May 2, 2013 1:37 AM by Sam Salzwedel
TUCSON - Supporters of traffic photo enforcement cameras say they catch more than just bad drivers.
They reduce collisions and change driver behavior across town, according to Tucson Police Sgt. Chris Widmer.
He says they also help in other investigations.
"These have been in serious accident cases, murder cases," Widmer said. "They're instrumental. They have been a very big help for us."
In April, Tucson Police released a photo of a woman who they say ran a red light after stealing a car.
"A lot of our cases are solved by us getting a picture like that," Widmer said. "That breaks a case open, showing it to the public, and someone from the public identifying this person."
A group called Tucson Traffic Justice is trying to end the City's photo enforcement program. They are collecting signatures so Tucsonans can vote to get rid of the cameras.
Mark Spear has been helping the effort.
"The cameras treat the public very unfairly," Spear said, "and it has to be that way for the contractor to make money, and therefore, also the city and all the other government agencies that profit by it."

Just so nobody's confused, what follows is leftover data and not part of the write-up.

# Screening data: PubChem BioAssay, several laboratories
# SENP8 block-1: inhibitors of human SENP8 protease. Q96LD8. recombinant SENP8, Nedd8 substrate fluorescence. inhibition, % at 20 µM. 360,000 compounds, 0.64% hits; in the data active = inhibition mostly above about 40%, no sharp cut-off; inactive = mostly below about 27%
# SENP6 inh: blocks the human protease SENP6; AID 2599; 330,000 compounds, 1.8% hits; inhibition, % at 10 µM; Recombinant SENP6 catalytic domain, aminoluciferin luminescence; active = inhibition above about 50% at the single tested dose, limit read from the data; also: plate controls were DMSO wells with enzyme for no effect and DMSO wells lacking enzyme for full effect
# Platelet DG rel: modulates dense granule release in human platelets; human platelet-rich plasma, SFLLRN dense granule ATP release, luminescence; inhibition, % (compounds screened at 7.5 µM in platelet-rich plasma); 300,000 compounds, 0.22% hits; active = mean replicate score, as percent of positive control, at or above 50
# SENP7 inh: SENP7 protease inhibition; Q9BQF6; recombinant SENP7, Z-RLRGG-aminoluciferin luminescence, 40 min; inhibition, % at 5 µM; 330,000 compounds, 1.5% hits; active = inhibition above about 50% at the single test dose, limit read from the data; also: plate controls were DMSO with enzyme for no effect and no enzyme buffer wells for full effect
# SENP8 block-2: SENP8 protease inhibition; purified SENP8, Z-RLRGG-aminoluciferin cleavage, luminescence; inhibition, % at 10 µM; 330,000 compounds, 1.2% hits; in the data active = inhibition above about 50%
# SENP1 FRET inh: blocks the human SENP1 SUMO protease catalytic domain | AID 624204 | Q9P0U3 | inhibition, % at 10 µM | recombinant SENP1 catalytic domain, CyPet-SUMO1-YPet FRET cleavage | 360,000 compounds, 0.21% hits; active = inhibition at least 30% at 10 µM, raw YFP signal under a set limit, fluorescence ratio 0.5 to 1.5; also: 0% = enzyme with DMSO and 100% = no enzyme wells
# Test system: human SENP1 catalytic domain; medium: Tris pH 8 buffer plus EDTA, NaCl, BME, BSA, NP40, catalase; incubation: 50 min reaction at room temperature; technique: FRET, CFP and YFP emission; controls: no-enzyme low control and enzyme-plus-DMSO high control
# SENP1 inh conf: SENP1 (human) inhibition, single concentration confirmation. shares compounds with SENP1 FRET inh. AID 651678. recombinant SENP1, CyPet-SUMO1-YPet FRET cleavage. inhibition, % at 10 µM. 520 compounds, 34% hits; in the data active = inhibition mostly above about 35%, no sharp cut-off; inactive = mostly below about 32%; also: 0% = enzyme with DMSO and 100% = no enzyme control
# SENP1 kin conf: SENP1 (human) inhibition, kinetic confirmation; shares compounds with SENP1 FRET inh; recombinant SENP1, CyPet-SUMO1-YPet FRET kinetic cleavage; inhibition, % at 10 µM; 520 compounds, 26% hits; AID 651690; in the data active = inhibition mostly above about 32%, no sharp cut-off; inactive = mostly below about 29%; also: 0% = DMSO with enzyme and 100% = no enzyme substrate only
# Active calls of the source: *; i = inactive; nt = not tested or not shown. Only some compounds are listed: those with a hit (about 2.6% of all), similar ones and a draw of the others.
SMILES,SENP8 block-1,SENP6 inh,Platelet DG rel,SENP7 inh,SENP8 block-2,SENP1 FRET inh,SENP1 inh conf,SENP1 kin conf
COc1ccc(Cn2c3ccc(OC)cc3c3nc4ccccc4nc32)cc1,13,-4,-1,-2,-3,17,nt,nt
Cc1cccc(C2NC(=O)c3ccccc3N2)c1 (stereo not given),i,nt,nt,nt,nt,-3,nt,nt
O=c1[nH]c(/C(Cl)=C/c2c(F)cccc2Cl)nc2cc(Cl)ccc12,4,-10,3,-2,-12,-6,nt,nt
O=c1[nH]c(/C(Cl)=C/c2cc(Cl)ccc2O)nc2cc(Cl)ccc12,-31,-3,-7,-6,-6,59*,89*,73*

He says the number of criminal investigations helped by photo enforcement is almost irrelevant.
"The damage and the unfairness of the cameras really outweigh that," Spear said. "It can't be enough of a reason to keep the cameras simply because there might be a crime at some point."
American Traffic Solutions, the vendor that runs the program in Tucson and Pima County, provided data related to other investigations. Tucson Police requested footage more than 150 times and the Pima County Sheriff's Department asked for it more than 65 times, according to ATS.
On October 15, 2011, 2 men were illegally racing. One of them struck and killed another driver. The other racer left the scene. They were both caught by the cameras at Oracle and River Roads. The footage helped prove what the drivers were doing before the crash, according to Tucson Police.
On May 20, 2011, a woman hit a bicyclist and fled. Police found her, and her car had serious damage. Right before the crash, she was caught by the cameras at Grant and Swan Roads and her car was not damaged. That footage helped prove she hit the bicyclist, according to Tucson Police.